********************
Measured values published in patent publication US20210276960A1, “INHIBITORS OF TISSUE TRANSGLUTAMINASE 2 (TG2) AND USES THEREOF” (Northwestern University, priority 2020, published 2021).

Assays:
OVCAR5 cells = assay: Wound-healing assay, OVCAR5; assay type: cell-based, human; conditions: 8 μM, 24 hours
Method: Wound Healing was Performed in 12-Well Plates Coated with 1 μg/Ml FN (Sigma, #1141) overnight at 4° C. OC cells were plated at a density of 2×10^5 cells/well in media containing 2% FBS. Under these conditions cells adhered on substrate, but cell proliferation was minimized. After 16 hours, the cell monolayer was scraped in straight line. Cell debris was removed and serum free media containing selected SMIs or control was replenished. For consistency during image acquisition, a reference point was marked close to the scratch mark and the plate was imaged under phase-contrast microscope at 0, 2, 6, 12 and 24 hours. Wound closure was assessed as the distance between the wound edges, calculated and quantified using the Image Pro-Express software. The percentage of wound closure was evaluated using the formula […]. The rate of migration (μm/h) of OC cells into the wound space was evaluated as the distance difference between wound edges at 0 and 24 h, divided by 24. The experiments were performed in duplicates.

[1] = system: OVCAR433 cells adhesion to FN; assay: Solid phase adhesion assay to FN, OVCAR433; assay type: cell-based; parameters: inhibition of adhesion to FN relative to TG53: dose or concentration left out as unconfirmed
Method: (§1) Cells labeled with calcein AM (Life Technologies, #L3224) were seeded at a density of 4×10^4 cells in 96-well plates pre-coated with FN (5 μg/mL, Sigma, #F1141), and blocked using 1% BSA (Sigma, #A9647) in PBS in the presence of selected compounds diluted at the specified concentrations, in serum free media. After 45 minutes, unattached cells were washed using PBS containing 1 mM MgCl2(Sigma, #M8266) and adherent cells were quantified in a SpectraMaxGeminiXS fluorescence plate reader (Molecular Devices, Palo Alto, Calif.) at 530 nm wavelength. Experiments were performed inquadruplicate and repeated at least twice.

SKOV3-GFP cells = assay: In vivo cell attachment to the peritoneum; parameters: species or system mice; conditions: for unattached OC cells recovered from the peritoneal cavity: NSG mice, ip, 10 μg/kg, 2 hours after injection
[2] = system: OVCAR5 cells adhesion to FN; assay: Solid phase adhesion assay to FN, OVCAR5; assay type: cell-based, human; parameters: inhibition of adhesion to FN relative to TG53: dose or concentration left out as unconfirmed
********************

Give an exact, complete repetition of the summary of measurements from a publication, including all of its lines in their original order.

Measured values published in patent publication US20210276960A1, “INHIBITORS OF TISSUE TRANSGLUTAMINASE 2 (TG2) AND USES THEREOF” (Northwestern University, priority 2020, published 2021).

Assays:
OVCAR5 cells = assay: Wound-healing assay, OVCAR5; assay type: cell-based, human; conditions: 8 μM, 24 hours
Method: Wound Healing was Performed in 12-Well Plates Coated with 1 μg/Ml FN (Sigma, #1141) overnight at 4° C. OC cells were plated at a density of 2×10^5 cells/well in media containing 2% FBS. Under these conditions cells adhered on substrate, but cell proliferation was minimized. After 16 hours, the cell monolayer was scraped in straight line. Cell debris was removed and serum free media containing selected SMIs or control was replenished. For consistency during image acquisition, a reference point was marked close to the scratch mark and the plate was imaged under phase-contrast microscope at 0, 2, 6, 12 and 24 hours. Wound closure was assessed as the distance between the wound edges, calculated and quantified using the Image Pro-Express software. The percentage of wound closure was evaluated using the formula […]. The rate of migration (μm/h) of OC cells into the wound space was evaluated as the distance difference between wound edges at 0 and 24 h, divided by 24. The experiments were performed in duplicates.

[1] = system: OVCAR433 cells adhesion to FN; assay: Solid phase adhesion assay to FN, OVCAR433; assay type: cell-based; parameters: inhibition of adhesion to FN relative to TG53: dose or concentration left out as unconfirmed
Method: (§1) Cells labeled with calcein AM (Life Technologies, #L3224) were seeded at a density of 4×10^4 cells in 96-well plates pre-coated with FN (5 μg/mL, Sigma, #F1141), and blocked using 1% BSA (Sigma, #A9647) in PBS in the presence of selected compounds diluted at the specified concentrations, in serum free media. After 45 minutes, unattached cells were washed using PBS containing 1 mM MgCl2(Sigma, #M8266) and adherent cells were quantified in a SpectraMaxGeminiXS fluorescence plate reader (Molecular Devices, Palo Alto, Calif.) at 530 nm wavelength. Experiments were performed inquadruplicate and repeated at least twice.

SKOV3-GFP cells = assay: In vivo cell attachment to the peritoneum; parameters: species or system mice; conditions: for unattached OC cells recovered from the peritoneal cavity: NSG mice, ip, 10 μg/kg, 2 hours after injection
[2] = system: OVCAR5 cells adhesion to FN; assay: Solid phase adhesion assay to FN, OVCAR5; assay type: cell-based, human; parameters: inhibition of adhesion to FN relative to TG53: dose or concentration left out as unconfirmed